This article discusses a 2016 federal court decision that overturned Social Security's denial of a claim for disability benefits. I'll explain the background of the case and why the Seventh Circuit Court of Appeals disagreed with the denial.
The disability claimant, Paul Dimmett, was a 62-year-old former sheet metal worker who applied for Social Security disability benefits in 2011, shortly after quitting his job due to a possible heart attack. Dimmett's claim for benefits was based on a combination of impairments, including COPD, asthma, asbestosis, and a heel spur in the right foot.
Dimmett's doctor had previously determined in 2001 that his lungs had scarring consistent with asbestos exposure, and the claimant's respiratory and pulmonary problems eventually became severe enough that he was placed on "light duty" at work. (Sheet metal worker is generally classified as a "heavy" job by Social Security, requiring occasional lifting of up to 100 pounds and frequent lifting of up to 50 pounds.) This light duty accommodation lasted for several years until he stopped working in 2011.
After being denied benefits by Social Security, Dimmett appealed. Following a disability hearing, the administrative law judge (ALJ) rejected Dimmett's appeal, finding that the claimant was capable of performing work at the "medium" exertional level as long as he was not exposed to extreme temperatures, humidity, or airborne pollutants.
It's worth noting that, due to the claimant's age, if the ALJ had not found the claimant capable of performing at least medium work, he would have to find the claimant disabled based on the Grid Rules, due to his age, education, and work experience. This helps explain why the ALJ did not simply find that the claimant could perform a desk job at the sedentary level or even "light" work.
At the hearing, Social Security's vocational expert (VE) cited three "medium" jobs that a person with the claimant's limitations could perform: order filler, laundry and dry cleaning attendant, and dining room attendant. The VE ignored the claimant's need for a restrictive environment. Based on the VE's testimony, the ALJ found the claimant not disabled.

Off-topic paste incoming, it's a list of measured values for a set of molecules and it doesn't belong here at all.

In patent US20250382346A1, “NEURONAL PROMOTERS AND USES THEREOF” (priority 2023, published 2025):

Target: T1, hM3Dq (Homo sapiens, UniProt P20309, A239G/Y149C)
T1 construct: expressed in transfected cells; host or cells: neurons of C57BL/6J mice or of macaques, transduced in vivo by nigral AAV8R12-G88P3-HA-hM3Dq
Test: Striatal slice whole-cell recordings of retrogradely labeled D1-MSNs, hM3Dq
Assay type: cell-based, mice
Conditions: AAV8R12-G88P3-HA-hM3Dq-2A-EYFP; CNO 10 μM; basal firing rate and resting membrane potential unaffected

In his majority opinion for the Seventh Circuit, Judge Richard Posner, a frequent critic of vocational expert testimony, wrote that the VE's inclusion of the dry cleaning and dining room attendant jobs "should have caused alarm bells to ring in the [ALJ]'s ears given that he'd instructed the vocational expert that the claimant is incapable of performing jobs that would expose him to temperature extremes, humidity, and airborne pollutants."
Judge Posner explained:
Judge Posner also criticized the "rubber-stamping" on appeal by the magistrate judge, whose "blind reliance on the vocational expert's hamstrung testimony" compromised his decision.
The Seventh Circuit reversed the District Court's upholding of the decision and sent the case back to Social Security for further proceedings.
With echoes of his 2015 decision in Alaura v. Colvin, Judge Posner's decision in Dimmett continues a trend in the Seventh Circuit of skepticism towards vocational expert testimony. In this decision, the Dictionary of Occupational Titles (DOT), the volume upon which much VE testimony is based, also receives a thumping by Judge Posner—and a well-deserved one, many disability attorneys would argue, since the DOT is several decades out of date.
Unfortunately, disability claimants cannot rely on crusading federal courts to overturn every case with dubious VE testimony, especially since this skepticism is largely limited to the Seventh Circuit, which covers Indiana, Illinois, and Wisconsin. Instead, dubious vocational expert testimony must be exposed at the disability hearing. While most claimants do not understand how to argue the weaknesses of the DOT or how to cross-examine vocational experts, an experienced disability attorney can help reveal the shaky foundations underlying most VE testimony.
Read the full text of this case, Dimmett v. Colvin, 816 F.3d 486 (7th Cir. 2016).